Flashback: Inside Facebook’s First Tangle with the FTC
Facebook co-founder, Chairman and CEO Mark Zuckerberg testifies before the House Energy and Commerce Committee in the Rayburn House Office Building on Capitol Hill. (Photo by Chip Somodevilla/Getty Images)
The Federal Trade Commission announced this week that it will fine Facebook $5 billion and institute new oversight programs and business restrictions on the company for privacy violations.
It’s the highest fine a company has ever paid for consumer privacy violations, according to an announcement from the FTC — but it represents only about one percent of Facebook’s current $500 billion-plus market cap.
In order to “prevent Facebook from deceiving its users about privacy in the future,” the settlement also dictates a restructuring of how the company handles and reports on privacy, and boosts government oversight — which includes holding Facebook CEO Mark Zuckerberg civilly and criminally liable if the company submits false quarterly or annual privacy compliance certifications to the FTC.
In a post on the platform he founded, Zuckerberg discussed the settlement and outlined the “major structural changes” he says Facebook will make. “We’re going to set a completely new standard for our industry,” he wrote.
The FTC announcement also noted that the Department of Justice is filing a civil complaint on behalf of users.
This isn’t the first time Facebook has settled with the FTC over privacy violations. In the below excerpt from 2018’s The Facebook Dilemma, former director of the FTC Bureau of Consumer Protection David Vladeck discusses the agency’s earlier investigation — which began in 2010 — into whether Facebook had been deceiving its users about how their data was being shared.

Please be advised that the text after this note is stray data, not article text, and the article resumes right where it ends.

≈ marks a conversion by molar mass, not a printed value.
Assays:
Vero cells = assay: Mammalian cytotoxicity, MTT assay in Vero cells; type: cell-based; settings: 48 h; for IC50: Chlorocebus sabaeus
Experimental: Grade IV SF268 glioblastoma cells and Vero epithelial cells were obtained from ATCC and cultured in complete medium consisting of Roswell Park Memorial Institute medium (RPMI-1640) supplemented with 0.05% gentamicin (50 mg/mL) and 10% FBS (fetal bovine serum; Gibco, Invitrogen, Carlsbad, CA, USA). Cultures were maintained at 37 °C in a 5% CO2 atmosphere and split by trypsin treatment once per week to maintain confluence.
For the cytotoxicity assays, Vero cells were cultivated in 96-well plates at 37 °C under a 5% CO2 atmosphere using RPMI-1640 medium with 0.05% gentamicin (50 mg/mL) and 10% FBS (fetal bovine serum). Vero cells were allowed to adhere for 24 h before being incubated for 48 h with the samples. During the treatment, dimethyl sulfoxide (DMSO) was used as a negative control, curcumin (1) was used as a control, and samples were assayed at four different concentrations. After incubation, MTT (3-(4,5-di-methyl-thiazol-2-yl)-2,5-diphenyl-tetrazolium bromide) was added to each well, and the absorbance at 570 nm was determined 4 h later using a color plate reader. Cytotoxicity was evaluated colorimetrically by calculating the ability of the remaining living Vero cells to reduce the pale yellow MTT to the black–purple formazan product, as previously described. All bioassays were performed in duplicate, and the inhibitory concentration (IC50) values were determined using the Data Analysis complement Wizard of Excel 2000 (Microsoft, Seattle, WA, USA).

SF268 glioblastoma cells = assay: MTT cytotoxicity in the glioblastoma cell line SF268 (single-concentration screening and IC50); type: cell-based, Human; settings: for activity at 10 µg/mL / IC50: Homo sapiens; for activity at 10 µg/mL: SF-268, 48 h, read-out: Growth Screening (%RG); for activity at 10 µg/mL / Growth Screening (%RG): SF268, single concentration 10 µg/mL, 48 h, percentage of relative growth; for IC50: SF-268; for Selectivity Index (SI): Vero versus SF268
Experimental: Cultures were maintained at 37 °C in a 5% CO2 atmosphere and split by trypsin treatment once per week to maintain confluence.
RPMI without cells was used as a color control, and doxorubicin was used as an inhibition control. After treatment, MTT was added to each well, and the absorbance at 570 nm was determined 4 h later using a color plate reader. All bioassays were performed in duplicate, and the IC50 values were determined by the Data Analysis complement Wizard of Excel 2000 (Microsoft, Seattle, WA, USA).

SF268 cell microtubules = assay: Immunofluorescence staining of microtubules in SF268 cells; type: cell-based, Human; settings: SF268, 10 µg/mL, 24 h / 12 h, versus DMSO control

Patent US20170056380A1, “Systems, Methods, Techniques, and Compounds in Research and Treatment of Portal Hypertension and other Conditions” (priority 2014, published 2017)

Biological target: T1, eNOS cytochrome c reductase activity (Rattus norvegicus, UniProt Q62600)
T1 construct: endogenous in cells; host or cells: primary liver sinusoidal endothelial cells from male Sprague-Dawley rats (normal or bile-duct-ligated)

“The heart of our cases against companies like Facebook was deceptive conduct,” Vladeck told FRONTLINE. “That is, they did not make it clear to consumers the extent to which their personal data would be shared with third parties.”
Vladeck found that Facebook had been sharing users’ personal data with third-party developers. And because Facebook wasn’t keeping track of what those developers were doing with it, Vladeck and his FTC colleagues saw the potential for data to be misused.
As the documentary recounts, Facebook settled with the FTC without admitting guilt but agreed to fix the problems. Part of the expectation, Vladeck told FRONTLINE, was that the company would boost staffing dedicated to privacy issues.
But in the above excerpt, a former Facebook platform operations manager named Sandy Parakilas told FRONTLINE he was put in charge of working on Facebook’s privacy problems just nine months into his very first job in the tech sector.
“I was horrified. I didn’t think I was qualified,” he told FRONTLINE.
Parakilas said that when he brought his findings on how the data Facebook was sharing with third-party developers could be misused to senior executives, their focus was instead on growth.
Facebook said that despite Parakilas’ account, it had large teams of people working to improve users’ privacy.
The company has also said it took the 2012 FTC order seriously. This week’s agreement, however, indicates that the company continued to mislead users.
For more on Facebook’s pursuit of growth and its consequences for privacy and democracy, stream The Facebook Dilemma in full on pbs.org/frontline, on-demand, or on the PBS Video App. As part of the FRONTLINE Transparency Project, you can also explore an interactive version of the film and 29 extended interviews from the making of the documentary.